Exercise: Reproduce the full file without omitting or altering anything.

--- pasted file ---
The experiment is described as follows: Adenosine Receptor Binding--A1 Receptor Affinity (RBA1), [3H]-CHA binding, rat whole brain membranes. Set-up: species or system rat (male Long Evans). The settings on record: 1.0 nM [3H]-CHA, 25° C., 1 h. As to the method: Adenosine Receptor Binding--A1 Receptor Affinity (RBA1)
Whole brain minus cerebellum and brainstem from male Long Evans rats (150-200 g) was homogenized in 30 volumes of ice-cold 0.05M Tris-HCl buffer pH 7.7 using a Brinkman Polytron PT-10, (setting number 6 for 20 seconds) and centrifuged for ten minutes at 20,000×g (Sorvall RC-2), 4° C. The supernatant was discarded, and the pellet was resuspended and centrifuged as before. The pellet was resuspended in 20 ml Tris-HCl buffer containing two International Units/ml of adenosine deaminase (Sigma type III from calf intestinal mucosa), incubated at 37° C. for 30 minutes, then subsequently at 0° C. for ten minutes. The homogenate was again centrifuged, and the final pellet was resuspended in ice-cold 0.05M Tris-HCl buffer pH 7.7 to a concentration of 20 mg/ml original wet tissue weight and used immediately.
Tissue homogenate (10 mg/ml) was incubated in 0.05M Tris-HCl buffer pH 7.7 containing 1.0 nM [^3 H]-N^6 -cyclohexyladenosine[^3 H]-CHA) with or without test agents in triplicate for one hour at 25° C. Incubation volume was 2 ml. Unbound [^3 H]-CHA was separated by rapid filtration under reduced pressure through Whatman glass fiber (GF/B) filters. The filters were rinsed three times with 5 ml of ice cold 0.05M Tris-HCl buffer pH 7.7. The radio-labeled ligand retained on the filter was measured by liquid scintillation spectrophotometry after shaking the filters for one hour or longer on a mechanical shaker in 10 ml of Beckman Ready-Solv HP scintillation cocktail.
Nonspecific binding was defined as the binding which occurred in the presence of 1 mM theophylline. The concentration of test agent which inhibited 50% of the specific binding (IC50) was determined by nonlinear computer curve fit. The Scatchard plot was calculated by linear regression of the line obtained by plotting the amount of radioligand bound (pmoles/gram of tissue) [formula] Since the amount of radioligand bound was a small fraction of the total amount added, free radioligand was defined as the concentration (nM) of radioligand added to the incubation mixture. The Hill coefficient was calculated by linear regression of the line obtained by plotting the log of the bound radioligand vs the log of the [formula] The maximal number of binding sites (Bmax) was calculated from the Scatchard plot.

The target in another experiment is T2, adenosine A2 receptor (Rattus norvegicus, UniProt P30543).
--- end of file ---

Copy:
The experiment is described as follows: Adenosine Receptor Binding--A1 Receptor Affinity (RBA1), [3H]-CHA binding, rat whole brain membranes. Set-up: species or system rat (male Long Evans). The settings on record: 1.0 nM [3H]-CHA, 25° C., 1 h. As to the method: Adenosine Receptor Binding--A1 Receptor Affinity (RBA1)
Whole brain minus cerebellum and brainstem from male Long Evans rats (150-200 g) was homogenized in 30 volumes of ice-cold 0.05M Tris-HCl buffer pH 7.7 using a Brinkman Polytron PT-10, (setting number 6 for 20 seconds) and centrifuged for ten minutes at 20,000×g (Sorvall RC-2), 4° C. The supernatant was discarded, and the pellet was resuspended and centrifuged as before. The pellet was resuspended in 20 ml Tris-HCl buffer containing two International Units/ml of adenosine deaminase (Sigma type III from calf intestinal mucosa), incubated at 37° C. for 30 minutes, then subsequently at 0° C. for ten minutes. The homogenate was again centrifuged, and the final pellet was resuspended in ice-cold 0.05M Tris-HCl buffer pH 7.7 to a concentration of 20 mg/ml original wet tissue weight and used immediately.
Tissue homogenate (10 mg/ml) was incubated in 0.05M Tris-HCl buffer pH 7.7 containing 1.0 nM [^3 H]-N^6 -cyclohexyladenosine[^3 H]-CHA) with or without test agents in triplicate for one hour at 25° C. Incubation volume was 2 ml. Unbound [^3 H]-CHA was separated by rapid filtration under reduced pressure through Whatman glass fiber (GF/B) filters. The filters were rinsed three times with 5 ml of ice cold 0.05M Tris-HCl buffer pH 7.7. The radio-labeled ligand retained on the filter was measured by liquid scintillation spectrophotometry after shaking the filters for one hour or longer on a mechanical shaker in 10 ml of Beckman Ready-Solv HP scintillation cocktail.
Nonspecific binding was defined as the binding which occurred in the presence of 1 mM theophylline. The concentration of test agent which inhibited 50% of the specific binding (IC50) was determined by nonlinear computer curve fit. The Scatchard plot was calculated by linear regression of the line obtained by plotting the amount of radioligand bound (pmoles/gram of tissue) [formula] Since the amount of radioligand bound was a small fraction of the total amount added, free radioligand was defined as the concentration (nM) of radioligand added to the incubation mixture. The Hill coefficient was calculated by linear regression of the line obtained by plotting the log of the bound radioligand vs the log of the [formula] The maximal number of binding sites (Bmax) was calculated from the Scatchard plot.

The target in another experiment is T2, adenosine A2 receptor (Rattus norvegicus, UniProt P30543).